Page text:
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  Coupling Artificial Intelligence with Statistical and Econometric Methods for Transport Data Analysis

   School of Computing, Engineering & the Built Environment

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  Dr G Fountas, Dr A Fonzone  No more applications being accepted  Self-Funded PhD Students Only

About the Project

The emergence of novel data collection technologies and techniques has paved the way for the widespread use of “big data”, which can better inform decisions in transport planning, operations and policy. Real- time data, naturalistic and sensor data, or even social media and app data constitute a few representative examples of such new sources of disaggregate information. The high dimensionality of this data in combination with the extensive range of newly featured variables pose significant challenges in their analysis and modeling.

Over the last few years, the rise of Artificial Intelligence (AI) methods has brought unprecedented capabilities in efficiently handling and processing large datasets, with their use typically resulting in high forecasting accuracy. However, the long-debated “black-box” components of various AI approaches set profound restrictions in their ability to unravel causality effects from the analysis of “big data”, thus leading to low explanatory power and limited application potential.

In contrast, the traditional statistical and econometric methods and their recent extensions have proven more efficient in identifying underlying relationships between data elements, allowing also for capturing observed or unobserved effects. However, the complexities underpinning their estimation process impose significant barriers to their convergence, especially in cases of large and disparate datasets.

This PhD project seeks to develop a hybrid data analysis framework, which will integrate co-benefits of AI and statistical and econometric methods for the alignment and modeling of disparate transport data. Such a framework has the potential to provide a decisive step towards resolving the main dilemma transport analysts and researchers face in the selection process of the most appropriate data analysis approach:

“What should my model do? Predict or explain”? This PhD program is anticipated to foster the coupling of AI and statistical econometric methods in order to jointly optimise the predictive and explanatory power of data-driven models in transport analyses. In this context, this research will contribute to answering the previous question with a resounding “Both”.

The successful candidate will join the Transport Research Institute (TRI) of Edinburgh Napier University, the Scotland’s largest and longest established transport research group.

Academic qualifications

A first degree (at least a 2.1) ideally in statistics/econometrics/applied mathematics/data science/computer science/transportation or industrial engineering with a good fundamental knowledge of statistical and econometric methods and/or artificial intelligence techniques for transport data analysis.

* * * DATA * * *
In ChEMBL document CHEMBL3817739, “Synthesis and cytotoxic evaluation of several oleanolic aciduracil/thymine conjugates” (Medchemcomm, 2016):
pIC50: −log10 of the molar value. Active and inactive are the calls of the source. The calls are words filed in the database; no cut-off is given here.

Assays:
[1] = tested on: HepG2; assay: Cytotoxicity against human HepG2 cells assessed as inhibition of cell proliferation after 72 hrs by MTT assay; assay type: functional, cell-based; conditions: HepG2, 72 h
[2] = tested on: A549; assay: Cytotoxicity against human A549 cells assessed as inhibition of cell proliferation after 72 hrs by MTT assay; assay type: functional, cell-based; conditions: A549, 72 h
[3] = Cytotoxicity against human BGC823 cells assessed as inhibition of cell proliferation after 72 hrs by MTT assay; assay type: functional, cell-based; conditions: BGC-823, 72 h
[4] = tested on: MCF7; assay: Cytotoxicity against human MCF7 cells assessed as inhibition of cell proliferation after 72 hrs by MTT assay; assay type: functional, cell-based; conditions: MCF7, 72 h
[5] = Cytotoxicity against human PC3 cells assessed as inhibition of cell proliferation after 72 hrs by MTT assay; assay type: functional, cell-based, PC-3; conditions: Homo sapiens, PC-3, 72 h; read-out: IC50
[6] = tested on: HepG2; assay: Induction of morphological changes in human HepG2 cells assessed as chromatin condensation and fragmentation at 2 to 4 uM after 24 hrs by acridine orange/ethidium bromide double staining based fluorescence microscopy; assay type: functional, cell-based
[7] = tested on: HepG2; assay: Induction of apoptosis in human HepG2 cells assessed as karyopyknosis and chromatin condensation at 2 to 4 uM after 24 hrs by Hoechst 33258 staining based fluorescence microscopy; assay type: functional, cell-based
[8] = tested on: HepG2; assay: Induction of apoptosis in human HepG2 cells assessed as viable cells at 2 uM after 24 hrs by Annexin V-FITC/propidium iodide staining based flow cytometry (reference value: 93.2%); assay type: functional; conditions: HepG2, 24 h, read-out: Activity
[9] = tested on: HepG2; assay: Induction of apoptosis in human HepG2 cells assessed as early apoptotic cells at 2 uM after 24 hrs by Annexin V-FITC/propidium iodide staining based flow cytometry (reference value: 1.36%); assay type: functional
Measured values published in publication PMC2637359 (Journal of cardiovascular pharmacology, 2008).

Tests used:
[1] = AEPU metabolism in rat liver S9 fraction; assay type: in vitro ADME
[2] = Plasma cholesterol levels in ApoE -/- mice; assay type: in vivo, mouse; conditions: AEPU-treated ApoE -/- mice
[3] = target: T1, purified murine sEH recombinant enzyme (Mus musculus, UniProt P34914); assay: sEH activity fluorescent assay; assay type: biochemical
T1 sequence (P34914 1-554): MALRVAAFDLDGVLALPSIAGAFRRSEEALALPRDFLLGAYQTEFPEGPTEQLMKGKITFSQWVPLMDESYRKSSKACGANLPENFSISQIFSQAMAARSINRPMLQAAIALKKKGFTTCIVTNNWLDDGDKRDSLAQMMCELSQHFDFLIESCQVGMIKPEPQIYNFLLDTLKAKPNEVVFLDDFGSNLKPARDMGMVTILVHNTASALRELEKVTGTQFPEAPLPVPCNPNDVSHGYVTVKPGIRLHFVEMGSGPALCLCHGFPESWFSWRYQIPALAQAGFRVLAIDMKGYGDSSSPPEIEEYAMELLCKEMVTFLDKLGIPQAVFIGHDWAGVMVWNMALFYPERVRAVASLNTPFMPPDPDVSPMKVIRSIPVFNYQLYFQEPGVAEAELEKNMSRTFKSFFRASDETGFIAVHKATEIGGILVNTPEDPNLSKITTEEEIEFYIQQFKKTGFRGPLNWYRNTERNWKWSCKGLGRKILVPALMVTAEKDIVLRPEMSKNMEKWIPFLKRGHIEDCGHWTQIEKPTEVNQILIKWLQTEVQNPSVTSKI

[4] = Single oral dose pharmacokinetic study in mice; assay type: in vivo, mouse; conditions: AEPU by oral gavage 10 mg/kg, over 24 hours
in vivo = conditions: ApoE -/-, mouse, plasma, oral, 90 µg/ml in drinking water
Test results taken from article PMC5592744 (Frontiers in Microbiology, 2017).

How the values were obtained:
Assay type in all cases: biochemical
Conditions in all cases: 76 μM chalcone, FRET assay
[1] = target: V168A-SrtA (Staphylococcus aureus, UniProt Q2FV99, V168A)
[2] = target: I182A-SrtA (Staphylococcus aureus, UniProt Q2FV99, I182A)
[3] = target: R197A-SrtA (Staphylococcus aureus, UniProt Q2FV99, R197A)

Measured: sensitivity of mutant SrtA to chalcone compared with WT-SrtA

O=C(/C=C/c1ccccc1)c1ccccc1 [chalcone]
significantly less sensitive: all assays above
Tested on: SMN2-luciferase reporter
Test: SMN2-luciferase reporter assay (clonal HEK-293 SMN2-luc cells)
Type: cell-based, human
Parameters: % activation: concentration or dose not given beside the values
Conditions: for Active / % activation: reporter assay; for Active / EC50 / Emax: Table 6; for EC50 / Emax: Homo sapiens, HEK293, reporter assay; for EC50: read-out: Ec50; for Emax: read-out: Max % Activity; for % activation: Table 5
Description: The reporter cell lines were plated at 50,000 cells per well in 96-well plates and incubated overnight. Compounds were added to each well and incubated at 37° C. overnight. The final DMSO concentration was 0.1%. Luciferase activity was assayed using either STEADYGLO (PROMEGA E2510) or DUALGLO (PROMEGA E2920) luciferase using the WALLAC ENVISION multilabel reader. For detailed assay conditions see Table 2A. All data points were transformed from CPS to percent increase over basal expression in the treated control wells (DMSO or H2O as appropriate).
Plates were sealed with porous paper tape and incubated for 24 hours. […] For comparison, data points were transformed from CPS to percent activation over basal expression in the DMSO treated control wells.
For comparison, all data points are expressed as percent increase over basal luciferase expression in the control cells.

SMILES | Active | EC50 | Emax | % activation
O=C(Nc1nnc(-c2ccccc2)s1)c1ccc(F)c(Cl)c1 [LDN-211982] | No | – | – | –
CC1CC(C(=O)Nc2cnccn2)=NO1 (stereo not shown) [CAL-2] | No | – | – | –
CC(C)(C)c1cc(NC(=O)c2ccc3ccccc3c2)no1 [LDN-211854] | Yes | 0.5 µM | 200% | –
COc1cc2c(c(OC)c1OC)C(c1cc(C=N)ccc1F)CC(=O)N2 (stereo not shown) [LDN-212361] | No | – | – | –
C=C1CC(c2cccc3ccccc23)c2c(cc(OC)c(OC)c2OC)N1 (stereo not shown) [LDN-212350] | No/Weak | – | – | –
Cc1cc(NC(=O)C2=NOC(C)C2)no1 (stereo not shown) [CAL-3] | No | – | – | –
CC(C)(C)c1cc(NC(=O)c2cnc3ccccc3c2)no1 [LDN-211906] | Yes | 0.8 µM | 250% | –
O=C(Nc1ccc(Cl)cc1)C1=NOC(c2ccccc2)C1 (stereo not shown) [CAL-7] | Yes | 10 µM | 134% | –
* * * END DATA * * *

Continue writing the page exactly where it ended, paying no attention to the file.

English language requirement

IELTS score must be at least 6.5 (with not less than 6.0 in each of the four components). Other, equivalent qualifications will be accepted. Full details of the University’s policy are available online.

Essential attributes: · Experience of fundamental knowledge of statistical and econometric methods and/or artificial intelligence in data analysis. · Competent in computer programming and advanced data analysis. · Knowledge of transport analysis and modelling, especially in areas related to travel behaviour and/or traffic safety. · Good written and oral communication skills · Strong motivation, with evidence of independent research skills relevant to the project · Good time management Desirable attributes: Previous experience in statistical modelling of transport data Previous experience in using Artificial Intelligence methods for transport analysis Familiarity with big data analytics

Engineering (12) Mathematics (25)


Mannering, F., Bhat, C.R., Shankar, V., Abdel-Aty, M., 2020. Big data, traditional data and the tradeoffs between prediction and causality in highway-safety analysis. Analytic methods in accident research, 25, 100113. Karlaftis, M.G. and Vlahogianni, E.I., 2011. Statistical methods versus neural networks in transportation research: Differences, similarities and some insights. Transportation Research Part C: Emerging Technologies, 19(3), pp.387-399. Brathwaite, T., 2018. The Holy Trinity: Blending Statistics, Machine Learning and Discrete Choice, with Applications to Strategic Bicycle Planning (Doctoral dissertation, UC Berkeley). Washington, S., Karlaftis, M.G., Mannering, F. Anastasopoulos, P., 2020. Statistical and econometric methods for transportation data analysis. CRC press. Fountas, G., Anastasopoulos, P.C., Boyle, L., 2019. Opportunities and Challenges in Statistical Analysis of Transportation Data: Where We Are and Where We Are Going. TRB Centennial Papers.

 About the Project